NEW YORK (CBSNewYork) – They say one person’s trash is another person’s treasure.
For the past decade, one man in Manhattan has been using found objects to decorate an urban oasis for his community.
Construction equipment stored on city streets like this pile of pipes on West 56th can be found in just about every neighborhood.
But this storage site got our attention – colorful decorations, musical instruments, even sports equipment camouflage the chaos behind it.
“The scaffolding went up, and so here’s this fence and I just took it as, here’s a canvas and I had somethings in the house and I wired them up and little by little everything became more organized,” Hell’s Kitchen resident David Scalza said.
The man behind this street sculpture of sorts has a wonderland he’s created in his building’s patio right across the street.
“This I call the courtyard garden de arte.”
From what he calls the “sound machine.”
“Drumming with Dave.”
To the lounge area and stage, David Scalza says it’s a place he has curated.
“This pink Christmas tree somebody threw out,” Scalza added.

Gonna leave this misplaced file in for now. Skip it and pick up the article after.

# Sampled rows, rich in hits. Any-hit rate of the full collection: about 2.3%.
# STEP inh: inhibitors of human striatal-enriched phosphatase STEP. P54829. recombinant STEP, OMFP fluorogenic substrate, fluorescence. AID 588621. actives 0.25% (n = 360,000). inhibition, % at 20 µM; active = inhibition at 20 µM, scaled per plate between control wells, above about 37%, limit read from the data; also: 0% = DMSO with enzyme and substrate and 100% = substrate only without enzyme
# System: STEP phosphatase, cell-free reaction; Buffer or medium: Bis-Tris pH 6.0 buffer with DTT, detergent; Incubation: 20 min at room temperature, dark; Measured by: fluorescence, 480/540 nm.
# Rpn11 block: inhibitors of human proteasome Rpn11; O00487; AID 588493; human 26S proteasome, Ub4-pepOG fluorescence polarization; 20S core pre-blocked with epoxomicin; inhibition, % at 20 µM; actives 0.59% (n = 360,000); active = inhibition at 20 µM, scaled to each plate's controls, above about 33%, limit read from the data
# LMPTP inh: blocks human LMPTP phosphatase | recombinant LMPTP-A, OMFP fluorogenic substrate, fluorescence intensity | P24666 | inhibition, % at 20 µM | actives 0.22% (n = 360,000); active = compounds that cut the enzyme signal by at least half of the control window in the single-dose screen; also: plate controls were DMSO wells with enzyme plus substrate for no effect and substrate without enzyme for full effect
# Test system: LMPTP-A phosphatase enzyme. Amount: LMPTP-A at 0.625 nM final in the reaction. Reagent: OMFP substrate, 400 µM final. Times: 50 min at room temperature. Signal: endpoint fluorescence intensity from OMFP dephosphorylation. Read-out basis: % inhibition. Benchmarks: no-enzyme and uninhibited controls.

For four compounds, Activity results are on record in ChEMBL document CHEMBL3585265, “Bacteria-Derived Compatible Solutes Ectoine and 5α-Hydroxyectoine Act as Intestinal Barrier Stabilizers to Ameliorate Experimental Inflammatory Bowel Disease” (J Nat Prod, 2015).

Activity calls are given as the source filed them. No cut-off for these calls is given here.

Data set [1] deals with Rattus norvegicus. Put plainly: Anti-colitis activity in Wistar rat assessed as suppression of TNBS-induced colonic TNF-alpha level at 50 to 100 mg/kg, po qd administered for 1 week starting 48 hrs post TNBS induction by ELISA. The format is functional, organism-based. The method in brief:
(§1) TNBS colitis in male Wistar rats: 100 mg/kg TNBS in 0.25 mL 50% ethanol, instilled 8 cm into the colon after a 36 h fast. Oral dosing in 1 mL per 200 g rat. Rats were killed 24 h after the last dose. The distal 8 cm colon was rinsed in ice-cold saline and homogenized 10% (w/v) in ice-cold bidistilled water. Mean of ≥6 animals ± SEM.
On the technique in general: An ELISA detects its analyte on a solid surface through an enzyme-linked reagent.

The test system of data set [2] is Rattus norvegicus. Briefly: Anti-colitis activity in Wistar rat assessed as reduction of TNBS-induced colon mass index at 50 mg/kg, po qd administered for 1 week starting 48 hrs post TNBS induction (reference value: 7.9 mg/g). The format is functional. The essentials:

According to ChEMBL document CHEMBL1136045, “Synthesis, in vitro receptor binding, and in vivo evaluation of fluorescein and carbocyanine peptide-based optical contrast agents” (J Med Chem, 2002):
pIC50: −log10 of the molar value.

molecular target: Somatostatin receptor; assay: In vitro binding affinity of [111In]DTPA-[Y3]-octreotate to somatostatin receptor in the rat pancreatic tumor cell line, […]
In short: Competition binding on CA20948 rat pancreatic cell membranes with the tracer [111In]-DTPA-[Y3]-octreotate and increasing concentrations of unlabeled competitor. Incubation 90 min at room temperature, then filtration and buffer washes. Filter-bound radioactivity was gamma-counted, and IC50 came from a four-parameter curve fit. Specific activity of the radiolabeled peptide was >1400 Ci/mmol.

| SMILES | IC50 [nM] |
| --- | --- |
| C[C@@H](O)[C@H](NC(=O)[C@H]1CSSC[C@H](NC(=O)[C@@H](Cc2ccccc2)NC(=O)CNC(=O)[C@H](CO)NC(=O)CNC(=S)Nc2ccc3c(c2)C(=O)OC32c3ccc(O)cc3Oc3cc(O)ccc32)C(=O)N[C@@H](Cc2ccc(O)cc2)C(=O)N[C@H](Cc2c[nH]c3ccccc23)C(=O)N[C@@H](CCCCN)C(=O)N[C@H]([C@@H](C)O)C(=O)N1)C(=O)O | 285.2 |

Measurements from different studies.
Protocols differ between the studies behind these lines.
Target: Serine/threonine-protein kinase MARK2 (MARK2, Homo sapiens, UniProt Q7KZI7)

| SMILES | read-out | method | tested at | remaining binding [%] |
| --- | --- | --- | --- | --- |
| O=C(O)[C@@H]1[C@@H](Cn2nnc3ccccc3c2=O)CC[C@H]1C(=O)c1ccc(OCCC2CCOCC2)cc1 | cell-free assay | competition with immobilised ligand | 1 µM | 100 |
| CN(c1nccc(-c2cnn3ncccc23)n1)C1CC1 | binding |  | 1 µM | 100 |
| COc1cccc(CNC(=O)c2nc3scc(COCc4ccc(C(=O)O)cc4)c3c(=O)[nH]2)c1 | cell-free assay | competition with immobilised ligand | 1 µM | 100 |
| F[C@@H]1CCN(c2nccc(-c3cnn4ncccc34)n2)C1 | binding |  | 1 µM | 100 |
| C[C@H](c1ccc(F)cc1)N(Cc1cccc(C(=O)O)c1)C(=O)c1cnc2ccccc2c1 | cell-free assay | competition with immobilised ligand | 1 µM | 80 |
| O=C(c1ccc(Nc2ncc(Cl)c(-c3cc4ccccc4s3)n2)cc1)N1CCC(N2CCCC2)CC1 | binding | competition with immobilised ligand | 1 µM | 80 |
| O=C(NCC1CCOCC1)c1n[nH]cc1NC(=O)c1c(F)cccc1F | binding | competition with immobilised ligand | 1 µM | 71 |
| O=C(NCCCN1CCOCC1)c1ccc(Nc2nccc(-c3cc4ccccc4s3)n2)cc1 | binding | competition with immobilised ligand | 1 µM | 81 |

It was assembled over the last 10 years.
“Lots of things that I find, that people donate to me, it can be from wherever, I’m a dumpster diver, I’m not ashamed to say it.”
The patio paradise extends behind several apartment buildings and has become a community space for performances, outdoor meals and even marriage vows.
“All the buildings have access to the courtyard, people have parties, we’ve had a wedding here.”
The uplifting space also has a somber spot.
“This is symbolic of the World Trade Center and the angels are the people that perished.”
“Quite honestly, I wanted to live in a nice place and I wanted to have friendly neighbors and people getting together, I wanted home.”
Neighbor Brian Dempsey says it’s nourished a unique sense of community, in a city that can often feel like it’s full of strangers.
“It’s the idea of the tranquility and coming back here and being at peace, because we know how stressful it is out there,” Brian Dempsey said.
Scalza says the biggest payoff is watching his neighbors enjoy it.